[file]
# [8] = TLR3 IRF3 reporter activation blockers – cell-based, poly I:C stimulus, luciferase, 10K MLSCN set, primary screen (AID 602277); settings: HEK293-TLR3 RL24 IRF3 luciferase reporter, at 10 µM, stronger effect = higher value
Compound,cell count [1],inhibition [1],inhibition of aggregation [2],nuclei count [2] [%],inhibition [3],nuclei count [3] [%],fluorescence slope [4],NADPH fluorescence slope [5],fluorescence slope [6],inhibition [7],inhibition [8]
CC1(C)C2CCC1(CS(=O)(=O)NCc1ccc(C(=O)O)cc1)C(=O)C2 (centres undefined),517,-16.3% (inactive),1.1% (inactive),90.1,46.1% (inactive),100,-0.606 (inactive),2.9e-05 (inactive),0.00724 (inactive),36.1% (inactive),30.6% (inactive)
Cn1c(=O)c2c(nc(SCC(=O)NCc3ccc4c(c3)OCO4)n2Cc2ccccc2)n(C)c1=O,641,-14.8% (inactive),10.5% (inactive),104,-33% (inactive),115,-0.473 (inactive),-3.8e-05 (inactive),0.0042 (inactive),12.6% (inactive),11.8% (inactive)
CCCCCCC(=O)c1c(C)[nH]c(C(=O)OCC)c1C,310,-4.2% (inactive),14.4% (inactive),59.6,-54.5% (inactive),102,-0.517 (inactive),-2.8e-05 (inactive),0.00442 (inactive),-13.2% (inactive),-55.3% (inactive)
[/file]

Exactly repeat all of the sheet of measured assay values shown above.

# [8] = TLR3 IRF3 reporter activation blockers – cell-based, poly I:C stimulus, luciferase, 10K MLSCN set, primary screen (AID 602277); settings: HEK293-TLR3 RL24 IRF3 luciferase reporter, at 10 µM, stronger effect = higher value
Compound,cell count [1],inhibition [1],inhibition of aggregation [2],nuclei count [2] [%],inhibition [3],nuclei count [3] [%],fluorescence slope [4],NADPH fluorescence slope [5],fluorescence slope [6],inhibition [7],inhibition [8]
CC1(C)C2CCC1(CS(=O)(=O)NCc1ccc(C(=O)O)cc1)C(=O)C2 (centres undefined),517,-16.3% (inactive),1.1% (inactive),90.1,46.1% (inactive),100,-0.606 (inactive),2.9e-05 (inactive),0.00724 (inactive),36.1% (inactive),30.6% (inactive)
Cn1c(=O)c2c(nc(SCC(=O)NCc3ccc4c(c3)OCO4)n2Cc2ccccc2)n(C)c1=O,641,-14.8% (inactive),10.5% (inactive),104,-33% (inactive),115,-0.473 (inactive),-3.8e-05 (inactive),0.0042 (inactive),12.6% (inactive),11.8% (inactive)
CCCCCCC(=O)c1c(C)[nH]c(C(=O)OCC)c1C,310,-4.2% (inactive),14.4% (inactive),59.6,-54.5% (inactive),102,-0.517 (inactive),-2.8e-05 (inactive),0.00442 (inactive),-13.2% (inactive),-55.3% (inactive)